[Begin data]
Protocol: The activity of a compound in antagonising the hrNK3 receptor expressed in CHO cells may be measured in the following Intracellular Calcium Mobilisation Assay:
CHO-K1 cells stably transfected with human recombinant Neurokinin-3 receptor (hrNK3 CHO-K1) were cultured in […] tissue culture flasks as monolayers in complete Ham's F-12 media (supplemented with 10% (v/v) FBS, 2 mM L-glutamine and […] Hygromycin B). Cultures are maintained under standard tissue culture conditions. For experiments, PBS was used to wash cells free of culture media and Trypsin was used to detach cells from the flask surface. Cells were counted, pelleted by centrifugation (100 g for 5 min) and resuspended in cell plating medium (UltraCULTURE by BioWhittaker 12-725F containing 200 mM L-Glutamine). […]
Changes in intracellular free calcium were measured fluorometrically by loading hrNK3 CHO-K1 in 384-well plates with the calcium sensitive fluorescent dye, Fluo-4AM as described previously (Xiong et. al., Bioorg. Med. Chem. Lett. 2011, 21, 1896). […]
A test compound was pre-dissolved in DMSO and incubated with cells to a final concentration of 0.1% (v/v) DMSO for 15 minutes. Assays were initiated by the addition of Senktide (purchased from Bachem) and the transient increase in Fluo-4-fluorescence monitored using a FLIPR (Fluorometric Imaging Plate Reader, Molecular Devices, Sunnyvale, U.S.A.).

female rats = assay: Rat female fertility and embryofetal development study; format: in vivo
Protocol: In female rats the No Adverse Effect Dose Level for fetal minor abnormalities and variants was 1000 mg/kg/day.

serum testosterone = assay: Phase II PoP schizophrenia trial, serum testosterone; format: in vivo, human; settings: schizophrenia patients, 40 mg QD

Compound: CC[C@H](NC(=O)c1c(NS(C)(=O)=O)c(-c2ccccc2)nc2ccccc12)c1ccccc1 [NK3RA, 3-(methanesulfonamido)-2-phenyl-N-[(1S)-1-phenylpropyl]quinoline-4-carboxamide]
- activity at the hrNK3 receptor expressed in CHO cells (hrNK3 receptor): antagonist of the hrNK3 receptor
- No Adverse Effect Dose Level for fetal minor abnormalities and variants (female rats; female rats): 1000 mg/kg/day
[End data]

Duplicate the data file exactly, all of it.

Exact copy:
Protocol: The activity of a compound in antagonising the hrNK3 receptor expressed in CHO cells may be measured in the following Intracellular Calcium Mobilisation Assay:
CHO-K1 cells stably transfected with human recombinant Neurokinin-3 receptor (hrNK3 CHO-K1) were cultured in […] tissue culture flasks as monolayers in complete Ham's F-12 media (supplemented with 10% (v/v) FBS, 2 mM L-glutamine and […] Hygromycin B). Cultures are maintained under standard tissue culture conditions. For experiments, PBS was used to wash cells free of culture media and Trypsin was used to detach cells from the flask surface. Cells were counted, pelleted by centrifugation (100 g for 5 min) and resuspended in cell plating medium (UltraCULTURE by BioWhittaker 12-725F containing 200 mM L-Glutamine). […]
Changes in intracellular free calcium were measured fluorometrically by loading hrNK3 CHO-K1 in 384-well plates with the calcium sensitive fluorescent dye, Fluo-4AM as described previously (Xiong et. al., Bioorg. Med. Chem. Lett. 2011, 21, 1896). […]
A test compound was pre-dissolved in DMSO and incubated with cells to a final concentration of 0.1% (v/v) DMSO for 15 minutes. Assays were initiated by the addition of Senktide (purchased from Bachem) and the transient increase in Fluo-4-fluorescence monitored using a FLIPR (Fluorometric Imaging Plate Reader, Molecular Devices, Sunnyvale, U.S.A.).

female rats = assay: Rat female fertility and embryofetal development study; format: in vivo
Protocol: In female rats the No Adverse Effect Dose Level for fetal minor abnormalities and variants was 1000 mg/kg/day.

serum testosterone = assay: Phase II PoP schizophrenia trial, serum testosterone; format: in vivo, human; settings: schizophrenia patients, 40 mg QD

Compound: CC[C@H](NC(=O)c1c(NS(C)(=O)=O)c(-c2ccccc2)nc2ccccc12)c1ccccc1 [NK3RA, 3-(methanesulfonamido)-2-phenyl-N-[(1S)-1-phenylpropyl]quinoline-4-carboxamide]
- activity at the hrNK3 receptor expressed in CHO cells (hrNK3 receptor): antagonist of the hrNK3 receptor
- No Adverse Effect Dose Level for fetal minor abnormalities and variants (female rats; female rats): 1000 mg/kg/day